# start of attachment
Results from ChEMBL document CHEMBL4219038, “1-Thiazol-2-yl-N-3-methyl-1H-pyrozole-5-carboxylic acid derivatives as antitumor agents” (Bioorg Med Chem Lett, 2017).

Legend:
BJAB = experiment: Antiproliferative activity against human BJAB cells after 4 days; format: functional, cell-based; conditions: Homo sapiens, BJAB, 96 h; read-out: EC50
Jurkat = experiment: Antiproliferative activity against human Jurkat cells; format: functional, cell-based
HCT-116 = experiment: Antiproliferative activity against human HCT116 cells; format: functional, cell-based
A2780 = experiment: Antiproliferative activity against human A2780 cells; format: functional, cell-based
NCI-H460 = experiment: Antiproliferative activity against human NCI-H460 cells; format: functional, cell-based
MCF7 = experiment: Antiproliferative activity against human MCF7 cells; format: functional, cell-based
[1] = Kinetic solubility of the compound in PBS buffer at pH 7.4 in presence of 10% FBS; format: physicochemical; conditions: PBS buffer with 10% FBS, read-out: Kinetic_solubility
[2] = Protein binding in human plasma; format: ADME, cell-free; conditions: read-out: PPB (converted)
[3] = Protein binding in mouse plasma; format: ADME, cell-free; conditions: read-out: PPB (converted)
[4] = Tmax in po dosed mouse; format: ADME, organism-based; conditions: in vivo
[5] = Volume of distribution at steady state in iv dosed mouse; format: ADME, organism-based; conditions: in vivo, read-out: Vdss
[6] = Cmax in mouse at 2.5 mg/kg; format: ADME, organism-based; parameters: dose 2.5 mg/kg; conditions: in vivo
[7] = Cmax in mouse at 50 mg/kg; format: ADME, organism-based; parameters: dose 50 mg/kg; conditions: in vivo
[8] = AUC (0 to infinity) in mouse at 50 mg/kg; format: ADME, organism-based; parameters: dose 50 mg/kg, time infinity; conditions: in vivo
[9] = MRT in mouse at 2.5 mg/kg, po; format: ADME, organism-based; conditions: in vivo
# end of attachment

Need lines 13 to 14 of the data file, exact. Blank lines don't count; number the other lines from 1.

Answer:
[5] = Volume of distribution at steady state in iv dosed mouse; format: ADME, organism-based; conditions: in vivo, read-out: Vdss
[6] = Cmax in mouse at 2.5 mg/kg; format: ADME, organism-based; parameters: dose 2.5 mg/kg; conditions: in vivo